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Distributed Energy Gains Momentum With Mobile Microgrids, Vehicle-to-Grid Technologies

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A set of recent policy and technology advances has enabled the growth of distributed energy resources (DER) in the United States, fueling innovative approaches such as transportable microgrids and vehicle-to-grid programs. .

A DER is a decentralized energy production and distribution network, typically made up of many small units that produce renewable energy and generate electricity on a small scale and independently. This means that large power plants such as gas, coal, nuclear, hydro and renewables form the hub of a highly centralized power generation system where individual plants serve very large geographic areas. Different from the current model.

“DERs typically located close to the communities they serve offer flexibility to their customers and may also offer value to the wholesale grid,” wrote Utility Dive. “DER will help support reliable power grids and deliver the benefits of cleaner power generation, lower prices and increased competition.”

Regulatory changes in the United States will move DER forward, help states meet their emissions reduction goals, and overcome the limitations of aging energy infrastructure. Historically, U.S. regulations on wholesale electricity markets were developed for conventional energy sources that operate on a large scale. DERs are often excluded from participating in energy markets because they typically cannot scale to conventional energy systems. However, a 2021 mandate from the Federal Energy Regulatory Commission (FERC) aims to facilitate DER market participation by allowing resource pooling to meet minimum scale thresholds. , reports the New York University School of Law. The FERC has responded to the first compliance filing related to this his June order.

“As more customers and policy makers move to DER, full participation in the wholesale market will bring additional benefits,” said Utility Dive.

While policy changes are beginning to take effect, new DER technologies for powering microgrids are becoming increasingly available from international start-ups. In Spain, a solar energy company recently installed a portable photovoltaic system with a capacity of up to 6.5 kilowatts, he said PV Magazine. The system features retractable panels that are transported by retractable trailer and can be “transformed into a ‘full-fledged removable solar micro farm’ within an hour.” Among other potential applications, the PolarGreen Tow system can power a car, scooter or e-bike, and provide energy support for homes during power outages.

Another recent development designed by Enerware Sustainable Energy DMCC, a Dubai-based solar development company, is to install “mobile solar plus storage units” in off-grid locations such as oil and gas fields, construction sites and disaster areas. It offers. Enerware says the unit, which takes two hours to set up, can be moved and relocated every two weeks and is capable of running 8 to 10 hours on 100% renewable energy, PV Magazine said. reporting.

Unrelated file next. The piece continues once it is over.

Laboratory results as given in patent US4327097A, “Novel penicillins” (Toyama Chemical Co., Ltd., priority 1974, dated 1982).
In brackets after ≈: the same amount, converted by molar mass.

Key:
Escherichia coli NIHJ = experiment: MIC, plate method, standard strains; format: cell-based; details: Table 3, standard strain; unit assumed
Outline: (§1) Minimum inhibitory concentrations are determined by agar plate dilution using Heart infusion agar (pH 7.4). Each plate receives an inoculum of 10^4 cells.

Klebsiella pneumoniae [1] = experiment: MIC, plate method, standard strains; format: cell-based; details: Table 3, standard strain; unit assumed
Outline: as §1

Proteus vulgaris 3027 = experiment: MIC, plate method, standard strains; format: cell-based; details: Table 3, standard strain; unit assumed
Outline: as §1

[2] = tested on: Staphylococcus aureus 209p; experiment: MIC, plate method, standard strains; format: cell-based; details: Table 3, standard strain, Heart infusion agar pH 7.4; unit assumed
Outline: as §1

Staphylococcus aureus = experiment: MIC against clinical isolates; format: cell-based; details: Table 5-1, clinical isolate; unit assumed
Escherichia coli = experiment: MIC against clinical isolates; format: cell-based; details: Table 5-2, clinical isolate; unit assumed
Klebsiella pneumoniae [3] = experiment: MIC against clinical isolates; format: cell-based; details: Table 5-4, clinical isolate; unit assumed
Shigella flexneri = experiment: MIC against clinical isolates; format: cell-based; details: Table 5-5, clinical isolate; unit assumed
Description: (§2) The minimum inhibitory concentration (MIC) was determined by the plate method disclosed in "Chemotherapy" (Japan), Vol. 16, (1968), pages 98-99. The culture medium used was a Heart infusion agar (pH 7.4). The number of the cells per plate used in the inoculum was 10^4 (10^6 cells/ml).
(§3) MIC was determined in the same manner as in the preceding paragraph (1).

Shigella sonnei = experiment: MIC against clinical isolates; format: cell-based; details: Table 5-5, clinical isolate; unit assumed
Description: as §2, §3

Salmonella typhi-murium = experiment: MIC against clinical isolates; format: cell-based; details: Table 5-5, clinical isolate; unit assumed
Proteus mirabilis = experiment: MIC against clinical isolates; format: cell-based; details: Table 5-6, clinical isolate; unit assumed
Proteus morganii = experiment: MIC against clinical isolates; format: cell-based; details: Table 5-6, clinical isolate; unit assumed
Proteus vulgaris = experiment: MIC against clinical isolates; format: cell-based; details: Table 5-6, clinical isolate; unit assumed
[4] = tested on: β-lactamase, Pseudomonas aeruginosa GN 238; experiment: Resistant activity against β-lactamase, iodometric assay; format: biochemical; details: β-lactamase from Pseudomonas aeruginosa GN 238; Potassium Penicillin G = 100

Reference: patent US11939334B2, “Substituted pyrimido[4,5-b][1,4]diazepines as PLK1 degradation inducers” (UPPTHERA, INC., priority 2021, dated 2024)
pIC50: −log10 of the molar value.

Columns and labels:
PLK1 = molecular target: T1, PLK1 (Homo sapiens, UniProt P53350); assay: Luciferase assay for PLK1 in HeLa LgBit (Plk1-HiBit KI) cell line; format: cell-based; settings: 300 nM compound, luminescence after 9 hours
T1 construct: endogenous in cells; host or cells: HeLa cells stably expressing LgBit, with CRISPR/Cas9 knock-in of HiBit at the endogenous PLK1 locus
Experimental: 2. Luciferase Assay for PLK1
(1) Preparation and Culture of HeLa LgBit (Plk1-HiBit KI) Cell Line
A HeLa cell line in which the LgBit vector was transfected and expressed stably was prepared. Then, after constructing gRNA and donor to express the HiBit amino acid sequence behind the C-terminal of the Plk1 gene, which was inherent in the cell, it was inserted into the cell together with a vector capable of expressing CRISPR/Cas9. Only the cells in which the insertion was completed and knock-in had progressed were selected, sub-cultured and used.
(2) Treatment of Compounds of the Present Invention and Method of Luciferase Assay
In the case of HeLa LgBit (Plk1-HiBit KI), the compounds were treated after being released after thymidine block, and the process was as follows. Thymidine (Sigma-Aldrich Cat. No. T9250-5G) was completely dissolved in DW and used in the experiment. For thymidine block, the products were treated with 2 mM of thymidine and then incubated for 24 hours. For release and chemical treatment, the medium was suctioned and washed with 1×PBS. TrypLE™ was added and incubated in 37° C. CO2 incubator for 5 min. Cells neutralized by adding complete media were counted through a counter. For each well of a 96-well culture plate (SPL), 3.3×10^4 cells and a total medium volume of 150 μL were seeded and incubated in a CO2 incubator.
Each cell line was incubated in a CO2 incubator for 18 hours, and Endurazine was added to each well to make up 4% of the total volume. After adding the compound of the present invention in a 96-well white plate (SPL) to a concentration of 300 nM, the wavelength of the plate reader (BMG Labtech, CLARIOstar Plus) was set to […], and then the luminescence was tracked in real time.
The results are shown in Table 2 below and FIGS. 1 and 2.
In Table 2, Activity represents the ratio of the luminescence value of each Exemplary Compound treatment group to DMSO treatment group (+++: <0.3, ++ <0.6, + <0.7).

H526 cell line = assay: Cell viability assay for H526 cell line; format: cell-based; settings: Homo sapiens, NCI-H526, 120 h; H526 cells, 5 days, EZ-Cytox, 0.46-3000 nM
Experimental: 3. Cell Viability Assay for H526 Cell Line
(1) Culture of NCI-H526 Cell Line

Similarly, US-based Sesame Solar has developed a portable nanogrid on a 20-foot trailer loaded with solar panels, battery packs and green hydrogen fuel cells. As a portable, self-contained energy generation system, nanogrids can be mobilized in disaster areas to power emergency operations without relying on air-polluting diesel generators, says BNN. Bloomberg writes.

said John Hewitt, vice president of broadband communications at EnerSys. “We built one to not only provide wireless access, but to power mobile showers and toilets for first responders.”

Vehicle-to-Grid (V2G) programs also show promise to support grids during periods of high demand or low supply.

“The idea is that electric vehicles can act as a mobile microgrid that can help power the grid or reduce power consumption when the grid is under load. It can also be used when you need power to replace power generation,” explains Microgrid Knowledge.

“The car is a mobile storage asset. Revel is one of three companies in Brooklyn, New York that he is working with on a V2G pilot program. “We are working with our utility, hardware and software partners to pilot the technology and are learning.”

While similar pilots are underway in other states, the Brooklyn-based trial will use three Nissan Leaf EVs that power New York energy company Con Edison to power Vehicle-to-Grid testing the concept. But to ensure the success of these programs, we will ultimately need more use of two-way vehicles and chargers, as well as incentives from local power companies for EV owners. When it comes down to it, says Adam Cohen, chief technology officer at NineDot Energy, another company participating in the pilot.

The promise of the V2G program comes after several major companies last year petitioned Congress to help electrify their vehicles with funding from President Joe Biden’s 2021 Infrastructure Bill to escape notification of U.S. corporate interests. Is not … But while the company acknowledges that the subsidy could be a useful starting point for his EV industry, it also creates an industry value stream by maximizing the potential of EVs as a grid resource. Utility Dive says more needs to be done to ensure that

David McCreadie, EV Data and Energy Services Manager at Ford Motor Company, said: A small portion of the battery every day for mobility. This presents a huge opportunity to leverage these vehicles as an asset to the grid and even to the customers themselves. ”